Friday, June 21, 2024

As trust fund dwindles, Louisiana Senate votes to freeze employer taxes and benefits

by BIZ Magazine

By David Jacobs | The Center Square

A Louisiana Senate committee on Tuesday began the process of suspending laws that call for raising taxes and cutting benefits when the state’s unemployment trust fund balance runs low.

Taken together, the bills and resolutions essentially freeze business taxes that pay for unemployment insurance and worker benefits at their current level, while lawmakers figure out how they’re going to replenish the fund. The state also would continue funding a worker training program that otherwise would have been suspended.

The fund has dwindled from more than $1 billion to nearly zero since the COVID-19 pandemic began.

“We’re just trying to buy a little time,” Leesville Republican Sen. Mike Reese said.

The Louisiana Workforce Commission this week will begin borrowing money from the federal government to pay legally required unemployment benefits. LWC Secretary Ava Dejoie currently expects the debt to be about $236 million; state officials will draw down the money as needed rather than all at once.

Under current federal rules, the money will be interest-free until the end of the year, and repayment must begin in September 2021.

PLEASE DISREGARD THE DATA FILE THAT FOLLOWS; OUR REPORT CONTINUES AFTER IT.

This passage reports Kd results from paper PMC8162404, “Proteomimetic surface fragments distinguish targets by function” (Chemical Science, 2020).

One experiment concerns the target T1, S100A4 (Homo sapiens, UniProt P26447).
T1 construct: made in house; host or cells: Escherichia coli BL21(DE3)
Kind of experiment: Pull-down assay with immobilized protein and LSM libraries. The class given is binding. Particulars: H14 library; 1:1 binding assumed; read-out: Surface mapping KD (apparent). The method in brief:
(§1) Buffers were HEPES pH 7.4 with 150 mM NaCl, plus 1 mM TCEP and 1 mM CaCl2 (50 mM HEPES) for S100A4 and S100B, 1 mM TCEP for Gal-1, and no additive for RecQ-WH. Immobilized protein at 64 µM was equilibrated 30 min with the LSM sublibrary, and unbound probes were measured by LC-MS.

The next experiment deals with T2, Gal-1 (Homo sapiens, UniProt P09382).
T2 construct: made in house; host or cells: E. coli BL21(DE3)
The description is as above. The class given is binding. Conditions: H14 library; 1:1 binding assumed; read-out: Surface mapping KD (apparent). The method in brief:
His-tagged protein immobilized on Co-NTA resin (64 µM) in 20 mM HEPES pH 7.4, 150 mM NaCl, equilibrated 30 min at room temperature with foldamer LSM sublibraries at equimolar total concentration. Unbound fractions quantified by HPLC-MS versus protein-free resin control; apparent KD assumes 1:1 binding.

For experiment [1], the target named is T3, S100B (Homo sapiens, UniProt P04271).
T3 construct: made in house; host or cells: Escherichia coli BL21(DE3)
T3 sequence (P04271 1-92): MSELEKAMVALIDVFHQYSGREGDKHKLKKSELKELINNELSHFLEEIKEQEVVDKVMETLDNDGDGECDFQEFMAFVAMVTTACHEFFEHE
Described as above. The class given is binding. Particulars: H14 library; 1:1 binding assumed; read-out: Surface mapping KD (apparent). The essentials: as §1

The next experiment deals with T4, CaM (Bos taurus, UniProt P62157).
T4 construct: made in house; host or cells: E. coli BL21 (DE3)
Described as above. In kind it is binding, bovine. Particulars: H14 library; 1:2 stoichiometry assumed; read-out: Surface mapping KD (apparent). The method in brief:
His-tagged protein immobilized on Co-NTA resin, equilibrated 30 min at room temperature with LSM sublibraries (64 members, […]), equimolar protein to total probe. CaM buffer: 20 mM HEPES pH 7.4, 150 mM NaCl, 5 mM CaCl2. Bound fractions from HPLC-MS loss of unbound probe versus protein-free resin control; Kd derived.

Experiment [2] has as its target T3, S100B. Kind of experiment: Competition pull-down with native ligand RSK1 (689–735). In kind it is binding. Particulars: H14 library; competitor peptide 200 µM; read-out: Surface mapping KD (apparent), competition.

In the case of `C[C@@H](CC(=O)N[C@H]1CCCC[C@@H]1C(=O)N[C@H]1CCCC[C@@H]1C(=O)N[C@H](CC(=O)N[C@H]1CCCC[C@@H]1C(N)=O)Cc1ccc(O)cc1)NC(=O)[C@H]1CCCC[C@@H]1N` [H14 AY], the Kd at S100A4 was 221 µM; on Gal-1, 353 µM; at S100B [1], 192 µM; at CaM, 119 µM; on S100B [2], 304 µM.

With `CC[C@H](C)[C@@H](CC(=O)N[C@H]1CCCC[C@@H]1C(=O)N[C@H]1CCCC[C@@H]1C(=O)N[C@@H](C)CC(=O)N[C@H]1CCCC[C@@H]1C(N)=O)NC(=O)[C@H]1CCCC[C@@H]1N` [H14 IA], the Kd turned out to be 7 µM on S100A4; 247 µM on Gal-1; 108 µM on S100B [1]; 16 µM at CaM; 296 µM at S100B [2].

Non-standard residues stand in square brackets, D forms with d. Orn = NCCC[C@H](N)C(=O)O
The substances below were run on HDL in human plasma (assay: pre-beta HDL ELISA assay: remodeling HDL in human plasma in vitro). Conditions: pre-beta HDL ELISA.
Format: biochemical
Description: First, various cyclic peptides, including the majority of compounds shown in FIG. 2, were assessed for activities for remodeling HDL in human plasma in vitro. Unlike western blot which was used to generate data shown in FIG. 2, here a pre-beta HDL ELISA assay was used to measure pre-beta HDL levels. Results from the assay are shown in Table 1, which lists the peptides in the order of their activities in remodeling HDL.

“How the hell are we going to pay for this?” Sen. Jay Luneau, an Alexandria Democrat, asked.

Many states are facing the same issue, and it’s possible the federal government will change its rules or make new funding available by the time the Louisiana Legislature’s regular session begins in April. Other states have replenished their funds with federal CARES Act money, but Louisiana already has allocated the $1.8 billion it received to pay pandemic-related expenses for state and local governments and small businesses and for one-time “hazard” payments to frontline workers.

Using surplus dollars and borrowing money through a bond issue may be considered. Luneau suggested cracking down on employers who dodge paying taxes into the fund by misclassifying employees as contractors might also help.

Dejoie agrees misclassification is a problem. She says businesses that cheat the system effectively are raising taxes on others that play by the rules.

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